Effective prayer and compassionate care for others emerges from our own intimate acquaintance with suffering. Only as we face adversity and learn to “rely not on ourselves but on God who raises the dead” will we learn to pray with understanding and care with sympathy.
When Paul wrote the Corinthians, he does not praise God “who enables us to escape from every affliction.” Instead, he assures a broken church: “Blessed be the God and Father of our Lord Jesus Christ, the Father of mercies and God of all comfort, who comforts us in all our affliction, so that we may be able to comfort those who are in any affliction, with the comfort with which we ourselves are comforted by God.” (2 Corinthians 1:3-4)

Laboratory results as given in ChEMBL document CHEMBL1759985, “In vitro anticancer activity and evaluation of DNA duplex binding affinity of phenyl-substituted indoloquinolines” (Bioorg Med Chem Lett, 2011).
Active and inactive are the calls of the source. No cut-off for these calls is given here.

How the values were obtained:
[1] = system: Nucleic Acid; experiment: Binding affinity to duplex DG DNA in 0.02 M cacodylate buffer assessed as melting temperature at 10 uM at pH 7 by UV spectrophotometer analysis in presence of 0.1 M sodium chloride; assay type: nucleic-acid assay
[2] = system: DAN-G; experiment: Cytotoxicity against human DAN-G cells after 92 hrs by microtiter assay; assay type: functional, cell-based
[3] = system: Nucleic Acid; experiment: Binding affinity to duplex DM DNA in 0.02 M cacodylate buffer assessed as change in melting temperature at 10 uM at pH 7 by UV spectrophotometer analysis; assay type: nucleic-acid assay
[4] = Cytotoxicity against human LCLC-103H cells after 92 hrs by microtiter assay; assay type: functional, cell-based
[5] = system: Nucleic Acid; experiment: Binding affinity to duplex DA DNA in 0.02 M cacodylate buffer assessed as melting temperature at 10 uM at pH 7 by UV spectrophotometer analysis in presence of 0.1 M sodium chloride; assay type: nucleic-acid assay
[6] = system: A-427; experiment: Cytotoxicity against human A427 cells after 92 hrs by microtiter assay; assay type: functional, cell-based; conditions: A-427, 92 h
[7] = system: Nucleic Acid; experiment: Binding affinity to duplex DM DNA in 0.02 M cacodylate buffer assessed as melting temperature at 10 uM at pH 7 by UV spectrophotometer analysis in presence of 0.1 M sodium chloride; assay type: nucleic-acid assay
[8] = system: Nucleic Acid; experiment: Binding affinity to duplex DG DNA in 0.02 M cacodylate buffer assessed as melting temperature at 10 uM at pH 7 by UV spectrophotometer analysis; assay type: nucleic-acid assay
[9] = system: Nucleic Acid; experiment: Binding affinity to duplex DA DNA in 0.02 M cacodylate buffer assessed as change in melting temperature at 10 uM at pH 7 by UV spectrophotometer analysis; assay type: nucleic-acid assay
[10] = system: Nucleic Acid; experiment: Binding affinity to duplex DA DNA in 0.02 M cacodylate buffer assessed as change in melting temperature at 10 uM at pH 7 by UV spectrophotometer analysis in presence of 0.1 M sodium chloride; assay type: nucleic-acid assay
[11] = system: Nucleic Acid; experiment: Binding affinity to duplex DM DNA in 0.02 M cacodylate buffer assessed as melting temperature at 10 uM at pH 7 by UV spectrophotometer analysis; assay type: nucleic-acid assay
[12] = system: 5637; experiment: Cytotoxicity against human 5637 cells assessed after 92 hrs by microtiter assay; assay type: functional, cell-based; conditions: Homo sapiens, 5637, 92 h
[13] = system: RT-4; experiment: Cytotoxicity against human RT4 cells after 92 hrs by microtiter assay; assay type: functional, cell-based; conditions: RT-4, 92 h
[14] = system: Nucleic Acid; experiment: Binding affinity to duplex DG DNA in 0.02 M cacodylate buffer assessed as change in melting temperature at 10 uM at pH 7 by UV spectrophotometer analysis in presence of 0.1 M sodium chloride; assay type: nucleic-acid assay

I am reminded of that most caring of pastors, John Newton, who wrote an ailing minister:
The doctrinal parts of our message are in some degree familiar to us, but that which gives a savour, fulness, energy, and variety to our ministrations is the result of many painful conflicts and exercises which we pass through in our private walk, combined with the proofs we receive, as we go along, of the Lord’s compassion and mercies under all the perverseness and folly we are conscious of in ourselves. It is only in this school of experience that we can acquire the tongue of the learned, and know how to speak a word in season to those that are weary.*
Living by faith in the school of experience prepares us to “bear one another’s burdens, and so fulfill the law of Christ” (Galatians 6:2).
* John Newton to W.B. Cadogan
October 22, 1782
Letters of John Newton (Banner of Truth: 2007, first published 1869), 416